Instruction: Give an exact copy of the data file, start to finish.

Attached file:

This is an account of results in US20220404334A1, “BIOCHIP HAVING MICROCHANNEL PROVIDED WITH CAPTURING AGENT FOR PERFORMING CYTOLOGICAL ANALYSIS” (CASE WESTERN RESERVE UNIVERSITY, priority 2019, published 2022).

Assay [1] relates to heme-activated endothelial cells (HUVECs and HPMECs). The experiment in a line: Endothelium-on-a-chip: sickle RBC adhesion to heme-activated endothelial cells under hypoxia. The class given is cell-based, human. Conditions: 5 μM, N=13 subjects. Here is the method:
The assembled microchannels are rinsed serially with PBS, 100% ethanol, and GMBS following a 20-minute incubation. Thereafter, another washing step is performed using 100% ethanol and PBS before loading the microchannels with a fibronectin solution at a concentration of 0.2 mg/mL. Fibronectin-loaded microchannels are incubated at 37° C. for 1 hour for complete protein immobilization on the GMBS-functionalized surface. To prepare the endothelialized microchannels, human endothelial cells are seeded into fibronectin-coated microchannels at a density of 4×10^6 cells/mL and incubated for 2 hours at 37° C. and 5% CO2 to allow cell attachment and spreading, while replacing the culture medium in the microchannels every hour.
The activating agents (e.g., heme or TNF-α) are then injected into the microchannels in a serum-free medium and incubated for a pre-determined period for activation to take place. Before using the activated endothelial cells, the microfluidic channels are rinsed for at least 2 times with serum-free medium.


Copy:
This is an account of results in US20220404334A1, “BIOCHIP HAVING MICROCHANNEL PROVIDED WITH CAPTURING AGENT FOR PERFORMING CYTOLOGICAL ANALYSIS” (CASE WESTERN RESERVE UNIVERSITY, priority 2019, published 2022).

Assay [1] relates to heme-activated endothelial cells (HUVECs and HPMECs). The experiment in a line: Endothelium-on-a-chip: sickle RBC adhesion to heme-activated endothelial cells under hypoxia. The class given is cell-based, human. Conditions: 5 μM, N=13 subjects. Here is the method:
The assembled microchannels are rinsed serially with PBS, 100% ethanol, and GMBS following a 20-minute incubation. Thereafter, another washing step is performed using 100% ethanol and PBS before loading the microchannels with a fibronectin solution at a concentration of 0.2 mg/mL. Fibronectin-loaded microchannels are incubated at 37° C. for 1 hour for complete protein immobilization on the GMBS-functionalized surface. To prepare the endothelialized microchannels, human endothelial cells are seeded into fibronectin-coated microchannels at a density of 4×10^6 cells/mL and incubated for 2 hours at 37° C. and 5% CO2 to allow cell attachment and spreading, while replacing the culture medium in the microchannels every hour.
The activating agents (e.g., heme or TNF-α) are then injected into the microchannels in a serum-free medium and incubated for a pre-determined period for activation to take place. Before using the activated endothelial cells, the microfluidic channels are rinsed for at least 2 times with serum-free medium.